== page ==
1. Cybervoid (3:41)
2. Downward (3:39)
3. Perihelion (5:03)
4. Android Succubus (3:21)
5. Sequels (3:48)
6. Subgod (4:34)
7. Sombre Phase (3:56)
8. Biomécanique (4:07)
9. Call of Silence (3:37)
10. Deus ex machina (4:13)
11. Psychomatrix (4:02)
12. Drift of the Spheres (2:13)
Cybervoid (Hypnotic, 1996)
Coming from a death metal background, and yet trying to pay the bills, bands re-invent themselves by mixing the bouncier styles closer to rock into their music. Later Obliveon combines catchy syncopation heavy melodic death metal like Hypocrisy's The Fourth Dimension with precision technical rhythm riffing in the style of Meshuggah, throwing in a bith of the gothic Type O Negative vibe. The result uses more expectation-based catchy rhythms, and in the style of Meshuggah, reduces melodic and harmonic motion in deference to pure rhythm, but then explodes into choruses that fall quickly through gracefully musical progressions, giving it a sense of angry, bouncy ranting unleashing itself into free speech. In doing so, it becomes a close cousin to nu-metal, and condemns itself to verse-chorus songwriting that does not unleash the potential of these musicians. While this CD is well-executed musically, its lack of vision guarantees that it becomes another variation on a pattern instead of a pattern of itself.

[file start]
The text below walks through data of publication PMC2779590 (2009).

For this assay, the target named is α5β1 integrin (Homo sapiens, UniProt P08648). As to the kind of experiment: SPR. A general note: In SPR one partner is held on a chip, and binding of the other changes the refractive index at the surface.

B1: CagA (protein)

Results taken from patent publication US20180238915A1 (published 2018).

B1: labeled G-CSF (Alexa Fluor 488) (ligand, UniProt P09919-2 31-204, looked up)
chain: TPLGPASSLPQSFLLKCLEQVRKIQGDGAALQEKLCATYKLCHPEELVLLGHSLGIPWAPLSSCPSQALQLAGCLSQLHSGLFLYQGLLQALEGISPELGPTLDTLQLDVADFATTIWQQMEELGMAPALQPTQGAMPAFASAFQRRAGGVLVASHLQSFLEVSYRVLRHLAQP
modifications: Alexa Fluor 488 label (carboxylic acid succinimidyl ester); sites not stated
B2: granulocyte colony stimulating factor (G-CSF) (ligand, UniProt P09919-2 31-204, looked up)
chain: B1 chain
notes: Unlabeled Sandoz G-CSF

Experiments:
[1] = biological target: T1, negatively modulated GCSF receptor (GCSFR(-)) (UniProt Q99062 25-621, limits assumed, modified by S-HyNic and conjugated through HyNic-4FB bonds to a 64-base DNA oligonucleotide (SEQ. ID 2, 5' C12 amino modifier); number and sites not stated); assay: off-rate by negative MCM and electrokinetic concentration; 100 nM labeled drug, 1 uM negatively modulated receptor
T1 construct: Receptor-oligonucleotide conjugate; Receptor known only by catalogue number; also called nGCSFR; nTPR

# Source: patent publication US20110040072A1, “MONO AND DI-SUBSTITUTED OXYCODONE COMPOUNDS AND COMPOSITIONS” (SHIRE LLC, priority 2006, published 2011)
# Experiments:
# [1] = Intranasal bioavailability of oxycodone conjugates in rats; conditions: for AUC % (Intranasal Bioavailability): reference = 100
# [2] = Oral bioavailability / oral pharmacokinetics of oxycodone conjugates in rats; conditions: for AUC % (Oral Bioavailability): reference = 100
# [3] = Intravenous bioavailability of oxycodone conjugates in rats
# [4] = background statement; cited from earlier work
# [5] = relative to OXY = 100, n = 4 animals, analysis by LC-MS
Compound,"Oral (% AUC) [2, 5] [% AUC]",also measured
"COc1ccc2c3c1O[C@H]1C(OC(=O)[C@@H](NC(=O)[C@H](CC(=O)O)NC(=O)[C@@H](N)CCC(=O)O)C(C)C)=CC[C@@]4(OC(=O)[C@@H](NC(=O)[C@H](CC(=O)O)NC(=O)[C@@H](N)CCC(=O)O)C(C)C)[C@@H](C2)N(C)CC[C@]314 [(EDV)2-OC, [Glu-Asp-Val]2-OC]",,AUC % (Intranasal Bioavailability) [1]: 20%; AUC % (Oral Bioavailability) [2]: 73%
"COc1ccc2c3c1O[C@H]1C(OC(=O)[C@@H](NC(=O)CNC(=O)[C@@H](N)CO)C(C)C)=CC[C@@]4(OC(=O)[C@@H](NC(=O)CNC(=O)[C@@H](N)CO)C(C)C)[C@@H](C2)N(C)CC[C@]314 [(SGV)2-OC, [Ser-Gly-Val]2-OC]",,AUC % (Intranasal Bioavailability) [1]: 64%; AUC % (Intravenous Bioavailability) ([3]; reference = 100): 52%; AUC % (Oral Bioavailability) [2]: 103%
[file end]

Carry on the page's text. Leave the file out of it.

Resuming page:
1. Technocarnivore Mothermouth (3:31)
2. Love, Die, Resurrect (3:56)
3. Such a Quiet River (4:04)
4. Devil in My Eyes (3:43)
5. Coercive Currents (3:37)
6. Polarity (3:47)
7. Vectors (4:08)
8. Glass Made of Flesh (4:20)
9. Fatal Induction (4:12)
10. Désert Incorporel (4:08)
Carnivore Mothermouth (Hypnotic, 1999)
Expanding their palette with more techniques from later death and black metal like Behemoth, Obliveon make a style of metalcore that combines the cyclic, bouncy punk song structures with metal and rock riffs, mixing in elements of lead picking and harmonic interplay that might be familiar to fans of Cynic. To metal fans, these songs will seem static because they do not make use of the phrasal style of death metal riffs, eschewing them for bouncy and harmonically static styles, and they design themselves after an idealized song pattern, where most metal songs contort themselves to the poetic direction suggested by their dominant riff-motifs. In addition, the gangrush style vocals seem directionless after hearing the directed, narrative screaming of death metal and black metal. It's definitely a new style, but what does it communicate, we must ask -- and conclude that whatever it is trying to communicate is the opposite direction from where death metal wanted to go.